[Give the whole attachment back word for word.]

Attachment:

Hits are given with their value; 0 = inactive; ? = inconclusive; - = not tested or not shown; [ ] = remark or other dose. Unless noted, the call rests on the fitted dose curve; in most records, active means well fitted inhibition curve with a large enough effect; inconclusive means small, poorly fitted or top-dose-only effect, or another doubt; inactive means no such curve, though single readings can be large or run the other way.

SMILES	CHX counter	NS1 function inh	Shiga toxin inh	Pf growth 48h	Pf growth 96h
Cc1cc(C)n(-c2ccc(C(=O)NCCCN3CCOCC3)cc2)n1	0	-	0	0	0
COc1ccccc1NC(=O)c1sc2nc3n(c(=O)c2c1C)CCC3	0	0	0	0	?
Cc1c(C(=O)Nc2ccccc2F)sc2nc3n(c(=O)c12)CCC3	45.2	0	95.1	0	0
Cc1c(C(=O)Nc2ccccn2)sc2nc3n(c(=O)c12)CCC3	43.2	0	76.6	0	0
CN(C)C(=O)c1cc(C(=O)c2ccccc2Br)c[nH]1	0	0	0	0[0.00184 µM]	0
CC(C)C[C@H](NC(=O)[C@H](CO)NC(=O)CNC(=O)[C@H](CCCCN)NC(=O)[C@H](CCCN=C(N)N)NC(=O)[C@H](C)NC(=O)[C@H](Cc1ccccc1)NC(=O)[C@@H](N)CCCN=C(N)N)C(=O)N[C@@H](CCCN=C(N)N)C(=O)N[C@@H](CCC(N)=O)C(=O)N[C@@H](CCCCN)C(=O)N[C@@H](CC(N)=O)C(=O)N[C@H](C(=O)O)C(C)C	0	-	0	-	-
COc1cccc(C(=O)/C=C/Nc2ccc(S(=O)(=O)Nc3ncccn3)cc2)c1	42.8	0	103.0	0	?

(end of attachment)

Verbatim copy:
Hits are given with their value; 0 = inactive; ? = inconclusive; - = not tested or not shown; [ ] = remark or other dose. Unless noted, the call rests on the fitted dose curve; in most records, active means well fitted inhibition curve with a large enough effect; inconclusive means small, poorly fitted or top-dose-only effect, or another doubt; inactive means no such curve, though single readings can be large or run the other way.

SMILES	CHX counter	NS1 function inh	Shiga toxin inh	Pf growth 48h	Pf growth 96h
Cc1cc(C)n(-c2ccc(C(=O)NCCCN3CCOCC3)cc2)n1	0	-	0	0	0
COc1ccccc1NC(=O)c1sc2nc3n(c(=O)c2c1C)CCC3	0	0	0	0	?
Cc1c(C(=O)Nc2ccccc2F)sc2nc3n(c(=O)c12)CCC3	45.2	0	95.1	0	0
Cc1c(C(=O)Nc2ccccn2)sc2nc3n(c(=O)c12)CCC3	43.2	0	76.6	0	0
CN(C)C(=O)c1cc(C(=O)c2ccccc2Br)c[nH]1	0	0	0	0[0.00184 µM]	0
CC(C)C[C@H](NC(=O)[C@H](CO)NC(=O)CNC(=O)[C@H](CCCCN)NC(=O)[C@H](CCCN=C(N)N)NC(=O)[C@H](C)NC(=O)[C@H](Cc1ccccc1)NC(=O)[C@@H](N)CCCN=C(N)N)C(=O)N[C@@H](CCCN=C(N)N)C(=O)N[C@@H](CCC(N)=O)C(=O)N[C@@H](CCCCN)C(=O)N[C@@H](CC(N)=O)C(=O)N[C@H](C(=O)O)C(C)C	0	-	0	-	-
COc1cccc(C(=O)/C=C/Nc2ccc(S(=O)(=O)Nc3ncccn3)cc2)c1	42.8	0	103.0	0	?